What about "the logic of mathematical reasoning"? Mathematical reasoning, by definition, is what mathematicians do when they "do" mathematics, and it is informal. It is now possible to publish formal proofs of mathematical results, but almost nobody does this and some think it is a bad idea. Mathematical argumentation may be highly disciplined, but it is not formal. However mathematical logic is formal. You could argue that ML is an attempt to formally express the informal reasoning of working mathematicians, but that's something very different than offering a "logic of mathematics". The latter suggests ( to me at least) an attempt to give an explanation (in some formal system, which is itself a mathematical object) of how informal mathematical reasoning works, which is really a philosophical project. ML does not explain anything, it's just a technology.

It also depends on what you mean by "mathematics". Classical or intuitionistic? Most texts on ML that I've come across implicitly assume that Classical Mathematics (which relies on truth-conditional semantics) is the only game in town, which is not the case.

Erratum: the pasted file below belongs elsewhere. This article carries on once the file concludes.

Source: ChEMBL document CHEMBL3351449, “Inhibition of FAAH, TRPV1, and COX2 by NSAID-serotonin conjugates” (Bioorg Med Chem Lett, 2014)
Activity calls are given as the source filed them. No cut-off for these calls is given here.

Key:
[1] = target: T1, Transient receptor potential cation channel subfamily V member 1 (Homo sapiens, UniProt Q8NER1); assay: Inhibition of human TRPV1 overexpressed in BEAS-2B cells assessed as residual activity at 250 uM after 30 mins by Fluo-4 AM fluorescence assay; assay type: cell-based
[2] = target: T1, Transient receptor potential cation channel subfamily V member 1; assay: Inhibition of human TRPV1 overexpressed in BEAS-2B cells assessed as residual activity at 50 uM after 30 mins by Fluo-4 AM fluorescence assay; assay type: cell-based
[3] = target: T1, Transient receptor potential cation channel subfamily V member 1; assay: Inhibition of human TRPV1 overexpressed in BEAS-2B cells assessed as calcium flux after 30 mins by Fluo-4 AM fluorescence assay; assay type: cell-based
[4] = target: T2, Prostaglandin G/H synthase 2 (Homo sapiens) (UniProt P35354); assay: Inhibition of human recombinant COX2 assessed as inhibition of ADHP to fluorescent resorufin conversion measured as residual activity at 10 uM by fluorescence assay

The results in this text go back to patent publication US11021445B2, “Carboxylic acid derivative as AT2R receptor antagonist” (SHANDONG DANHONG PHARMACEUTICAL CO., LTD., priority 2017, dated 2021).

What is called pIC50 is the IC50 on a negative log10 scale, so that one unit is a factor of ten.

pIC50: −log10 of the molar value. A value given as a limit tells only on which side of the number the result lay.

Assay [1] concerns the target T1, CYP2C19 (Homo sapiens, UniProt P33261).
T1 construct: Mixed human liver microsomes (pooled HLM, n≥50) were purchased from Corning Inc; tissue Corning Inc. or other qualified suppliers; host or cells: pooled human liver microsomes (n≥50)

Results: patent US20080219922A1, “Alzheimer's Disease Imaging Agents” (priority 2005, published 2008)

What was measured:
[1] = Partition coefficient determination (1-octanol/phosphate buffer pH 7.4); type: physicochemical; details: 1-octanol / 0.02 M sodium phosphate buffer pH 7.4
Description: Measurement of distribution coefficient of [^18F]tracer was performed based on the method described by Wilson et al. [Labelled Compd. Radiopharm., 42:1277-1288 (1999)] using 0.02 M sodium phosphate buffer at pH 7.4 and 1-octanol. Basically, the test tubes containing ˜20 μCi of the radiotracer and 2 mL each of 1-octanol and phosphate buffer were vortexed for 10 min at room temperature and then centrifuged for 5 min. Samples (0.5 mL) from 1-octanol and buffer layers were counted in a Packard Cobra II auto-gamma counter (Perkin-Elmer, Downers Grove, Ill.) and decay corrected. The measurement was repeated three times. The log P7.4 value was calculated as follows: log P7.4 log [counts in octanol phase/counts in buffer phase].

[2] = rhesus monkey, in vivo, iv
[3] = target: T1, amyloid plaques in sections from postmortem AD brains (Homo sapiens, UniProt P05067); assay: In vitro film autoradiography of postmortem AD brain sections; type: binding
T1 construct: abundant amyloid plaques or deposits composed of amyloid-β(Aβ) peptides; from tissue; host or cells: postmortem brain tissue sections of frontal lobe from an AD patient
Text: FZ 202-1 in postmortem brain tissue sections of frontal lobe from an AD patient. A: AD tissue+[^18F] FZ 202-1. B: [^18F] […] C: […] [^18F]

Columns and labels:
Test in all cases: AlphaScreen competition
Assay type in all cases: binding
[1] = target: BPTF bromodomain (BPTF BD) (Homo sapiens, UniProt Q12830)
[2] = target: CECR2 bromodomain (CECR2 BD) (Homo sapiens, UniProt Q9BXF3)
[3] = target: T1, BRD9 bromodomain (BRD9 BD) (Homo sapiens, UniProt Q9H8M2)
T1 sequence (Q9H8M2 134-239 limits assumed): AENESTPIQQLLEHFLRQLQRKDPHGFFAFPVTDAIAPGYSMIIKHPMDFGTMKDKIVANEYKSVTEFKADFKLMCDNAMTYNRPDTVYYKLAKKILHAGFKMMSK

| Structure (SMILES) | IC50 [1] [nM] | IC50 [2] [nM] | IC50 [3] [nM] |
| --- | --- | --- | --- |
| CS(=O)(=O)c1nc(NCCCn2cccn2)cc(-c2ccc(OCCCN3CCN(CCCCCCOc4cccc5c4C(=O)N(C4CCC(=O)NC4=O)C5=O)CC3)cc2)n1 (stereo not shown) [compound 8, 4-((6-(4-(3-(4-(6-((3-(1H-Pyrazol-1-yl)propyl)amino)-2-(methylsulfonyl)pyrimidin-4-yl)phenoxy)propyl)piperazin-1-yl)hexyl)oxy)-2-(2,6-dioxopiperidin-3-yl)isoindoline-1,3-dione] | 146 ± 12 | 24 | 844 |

I personally think of mathematical logic as mathematicized logic: treatment of logical forms as mathematical objects, without claiming that logic is reducible to mathematics. So it's more of a methodological concept.


Józef Maria Bocheński, O.P.'s 1959 A Precis of Mathematical Logic defines "mathematical logic" this way on p. 1:

0.2. Logic and mathematics. Mathematical logic is called 'mathematical' because of its origin, since it has been developed particularly with the aim of examining the foundations of this science. There is moreover a certain external resemblance between its formulas and those of mathematics. Certain logicians also claim that mathematics is only a part of logic, although this opinion is far from receiving general approval. However, mathematical logic does not consider either numbers or quantities as such, but any objects whatsoever.


Mathematical Logic and Computation, Jeremy Avigad(2022):

In the phrase mathematical logic, the word “mathematical” is ambiguous. It can be taken to specify the methods used, so that the phrase refers to the mathematical study of the principles of reasoning. It can be taken to demarcate the type of reasoning considered, so that the phrase refers to the study of specifically mathematical reasoning. Or it can be taken to indicate the purpose, so that the phrase refers to the study of logic with an eye toward mathematical applications.